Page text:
View Julie Dabrusin Profile
Lib. (ON)
No, I think you had Monsieur Champoux before me. My hand is down.
View Julie Dabrusin Profile
Lib. (ON)
I move to adjourn the debate.
View Julie Dabrusin Profile
Lib. (ON)
View Julie Dabrusin Profile
Lib. (ON)
Mr. Chair, I find this amendment interesting for two reasons. One is that it seems to very much mirror an amendment that had been voted down by this committee previously. In addition, it is again trying to carve out contributions toward our cultural production funds.
In light of what Ms. Harder said in her local press, I believe that a lot of what the Conservatives are seeking to do right now is, in fact, reduce our cultural production funds as a whole. Part of the reason I feel this way is this quote, which stood out to me:
That arts fund actually goes toward a very niche group of artists that are stuck in the early 1990s because they haven’t managed to be competitive on new platforms. So they are very reliant on government grants in order to continue to exist. And, quite frankly, they are producing material that Canadians just don’t want.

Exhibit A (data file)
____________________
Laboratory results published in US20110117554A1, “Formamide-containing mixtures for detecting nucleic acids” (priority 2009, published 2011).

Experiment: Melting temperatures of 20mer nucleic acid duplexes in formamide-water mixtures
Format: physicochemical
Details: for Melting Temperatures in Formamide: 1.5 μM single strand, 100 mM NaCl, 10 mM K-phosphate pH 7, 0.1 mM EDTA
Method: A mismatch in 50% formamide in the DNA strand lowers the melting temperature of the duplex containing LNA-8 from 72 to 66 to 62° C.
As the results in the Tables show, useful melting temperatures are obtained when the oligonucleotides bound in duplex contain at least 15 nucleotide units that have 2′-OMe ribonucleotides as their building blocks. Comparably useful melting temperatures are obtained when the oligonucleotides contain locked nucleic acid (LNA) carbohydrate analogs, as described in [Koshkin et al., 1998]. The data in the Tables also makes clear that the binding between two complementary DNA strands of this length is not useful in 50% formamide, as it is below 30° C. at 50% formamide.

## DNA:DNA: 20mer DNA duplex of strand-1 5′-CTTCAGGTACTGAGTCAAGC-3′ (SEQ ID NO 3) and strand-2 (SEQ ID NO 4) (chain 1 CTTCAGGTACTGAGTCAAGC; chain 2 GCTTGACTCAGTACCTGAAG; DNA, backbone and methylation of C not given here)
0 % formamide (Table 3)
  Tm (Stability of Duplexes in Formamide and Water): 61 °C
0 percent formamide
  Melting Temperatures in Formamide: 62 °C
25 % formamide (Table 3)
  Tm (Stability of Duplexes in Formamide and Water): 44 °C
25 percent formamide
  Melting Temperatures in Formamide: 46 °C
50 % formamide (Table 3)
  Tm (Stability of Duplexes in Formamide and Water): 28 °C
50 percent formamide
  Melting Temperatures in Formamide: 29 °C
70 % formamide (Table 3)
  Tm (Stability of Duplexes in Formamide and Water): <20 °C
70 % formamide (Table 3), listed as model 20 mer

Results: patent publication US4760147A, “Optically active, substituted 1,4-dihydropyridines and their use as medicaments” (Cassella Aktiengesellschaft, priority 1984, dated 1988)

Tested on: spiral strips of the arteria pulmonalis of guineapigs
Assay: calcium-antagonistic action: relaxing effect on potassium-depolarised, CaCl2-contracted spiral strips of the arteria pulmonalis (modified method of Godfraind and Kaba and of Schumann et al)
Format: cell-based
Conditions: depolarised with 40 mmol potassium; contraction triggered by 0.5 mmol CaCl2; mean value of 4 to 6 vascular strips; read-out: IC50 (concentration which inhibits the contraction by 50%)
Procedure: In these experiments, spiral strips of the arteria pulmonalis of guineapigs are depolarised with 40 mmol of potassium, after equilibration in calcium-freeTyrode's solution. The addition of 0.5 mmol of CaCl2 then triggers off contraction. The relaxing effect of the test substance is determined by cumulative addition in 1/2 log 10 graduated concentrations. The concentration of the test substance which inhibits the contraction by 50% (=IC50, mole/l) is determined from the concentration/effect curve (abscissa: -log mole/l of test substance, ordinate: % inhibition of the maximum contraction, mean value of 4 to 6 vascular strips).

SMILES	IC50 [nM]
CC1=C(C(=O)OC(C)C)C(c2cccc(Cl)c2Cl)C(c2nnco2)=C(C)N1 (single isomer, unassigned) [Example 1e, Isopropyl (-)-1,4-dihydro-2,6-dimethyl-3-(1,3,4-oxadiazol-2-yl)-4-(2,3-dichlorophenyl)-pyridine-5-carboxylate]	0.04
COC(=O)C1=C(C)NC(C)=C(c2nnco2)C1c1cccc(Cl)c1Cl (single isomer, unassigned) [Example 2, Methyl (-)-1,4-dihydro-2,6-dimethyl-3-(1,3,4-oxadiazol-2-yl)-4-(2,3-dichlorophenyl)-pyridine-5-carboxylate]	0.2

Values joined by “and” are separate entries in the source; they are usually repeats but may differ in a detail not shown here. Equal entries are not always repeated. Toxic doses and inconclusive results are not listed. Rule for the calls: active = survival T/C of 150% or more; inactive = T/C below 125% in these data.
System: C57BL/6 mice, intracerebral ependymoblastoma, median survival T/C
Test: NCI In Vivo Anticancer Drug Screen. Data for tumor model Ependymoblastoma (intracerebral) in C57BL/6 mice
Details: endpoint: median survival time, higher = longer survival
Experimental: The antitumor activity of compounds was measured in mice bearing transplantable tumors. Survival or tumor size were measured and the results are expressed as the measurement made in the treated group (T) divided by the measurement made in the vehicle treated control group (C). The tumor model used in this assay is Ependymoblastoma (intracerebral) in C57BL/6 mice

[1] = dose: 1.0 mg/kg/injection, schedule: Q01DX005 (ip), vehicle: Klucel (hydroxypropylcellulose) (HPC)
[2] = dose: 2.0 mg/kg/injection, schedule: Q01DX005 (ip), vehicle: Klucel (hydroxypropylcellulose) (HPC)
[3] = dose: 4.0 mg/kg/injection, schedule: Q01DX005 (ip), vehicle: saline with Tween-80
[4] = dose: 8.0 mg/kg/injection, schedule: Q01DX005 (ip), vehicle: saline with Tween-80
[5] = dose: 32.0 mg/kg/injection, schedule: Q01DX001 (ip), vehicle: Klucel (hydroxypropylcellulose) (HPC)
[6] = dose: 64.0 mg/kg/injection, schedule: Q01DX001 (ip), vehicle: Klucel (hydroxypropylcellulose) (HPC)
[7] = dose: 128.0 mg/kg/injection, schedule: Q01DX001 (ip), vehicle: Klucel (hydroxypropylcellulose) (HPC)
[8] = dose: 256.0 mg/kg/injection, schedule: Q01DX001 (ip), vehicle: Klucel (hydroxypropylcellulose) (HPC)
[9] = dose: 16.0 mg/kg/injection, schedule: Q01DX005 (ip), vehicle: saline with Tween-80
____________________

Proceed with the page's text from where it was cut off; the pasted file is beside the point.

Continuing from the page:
I apologize—
View Scott Aitchison Profile
CPC (ON)
Mr. Chair, I have a point of order.
View Scott Aitchison Profile
CPC (ON)
I'm wondering if Ms. Dabrusin could focus on the actual amendment instead of what another Conservative member has said to her local media.
View Julie Dabrusin Profile
Lib. (ON)
I was. I appreciate that, Mr. Chair, because it goes to the point about contributions to the funds, which is actually what this amendment goes to.
If I may, I'll just complete it to make sure that it's clear what I believe the actual background is to this amendment. Then I will have a question, actually, beyond that.